Bon Appétit at U Maryland Celebrates 4th Annual Low Carbon Diet Day
By Carolina Fojo, East Coast Fellow, Bon Appétit Management Company Foundation
Tonneta Outland, Bon Appétit cook at UMD, prepared the pizzas for Low Carbon Diet Day.
Yesterday Bon Appétit Management Company held its fourth annual Low Carbon Diet Day across the country. To celebrate, the kitchen team at the University of Maryland in Baltimore tempted their guests’ palates toward climate-friendlier pastures by reinventing the cheap/quick/greasy go-to of most college students: the pizza.
So how do you make a pizza low carbon? Well, first and foremost, hold that cheese! Many people don’t know this, but livestock is actually responsible for 18% of global greenhouse gas emissions. The vast majority of this contribution comes from ruminant animals that emit methane — a greenhouse gas that's 23-25% more damaging than CO2 — when they burp, and when they fart. And cows do both, a lot. (It ain’t pretty, but it’s true.) So by eliminating the cheese from a traditional pizza, that pizza’s contribution to climate change is significantly diminished.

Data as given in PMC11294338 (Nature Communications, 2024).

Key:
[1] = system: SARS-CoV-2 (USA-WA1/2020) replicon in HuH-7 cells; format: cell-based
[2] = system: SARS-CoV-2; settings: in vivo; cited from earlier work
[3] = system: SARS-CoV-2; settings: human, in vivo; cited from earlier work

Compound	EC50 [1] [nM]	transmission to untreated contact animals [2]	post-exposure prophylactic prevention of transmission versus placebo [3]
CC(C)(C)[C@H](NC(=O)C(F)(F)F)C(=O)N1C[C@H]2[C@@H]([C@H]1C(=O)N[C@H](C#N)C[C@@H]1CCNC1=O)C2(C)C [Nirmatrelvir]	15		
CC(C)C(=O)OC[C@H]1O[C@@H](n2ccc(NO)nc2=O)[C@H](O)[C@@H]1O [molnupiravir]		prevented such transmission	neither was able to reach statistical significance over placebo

After making the pizza cheeseless, the next thing is to make “seasonal and regional” your mantra. In other words, put as many local, in-season ingredients in your dish as possible! (As long as they're not beef or cheese.) The team at UMD did this by embellishing the pizza with royal trumpet and beech mushrooms (depicted below) from Mother Earth Organics in Lancaster, PA, as well as adding in some braised greens from Elm Tree Organics in Mount Joy, PA. They even made the pizza dough from scratch, using flour from Daisy Organics in Lancaster, PA. Which brings me to step number three…
Local mushrooms made it onto UMD's low carbon pizza yesterday.
Next, avoid processed food whenever possible — i.e. pre-made pizza crust. So rather than going for the pre-made, pre-cooked, idiot-proof, packaged version, try making it yourself! Not only will the climate thank you, but trust me, your tastebuds will as well.
And last but not least, you, as the eater, can finish off your low carbon meal by making sure you eat every last bite. When food is wasted and thrown away, it ends up in a landfill where it decomposes and emits… you guessed it: methane.
- Moooove away from beef, cheese, and dairy.
- Make seasonal and regional your mantra.
- Avoid processed, packaged foods whenever possible.
- If you buy it, eat it!
Thanks to the team at UMD for the deliciously low carbon lunch!
Executive Chef Ty Paup with new Farm to Fork vendor Cheis Garrus of Big City Farms standing next to Cheis' lettuce, which was prepared (and packaged) onsite by Bon Appétit.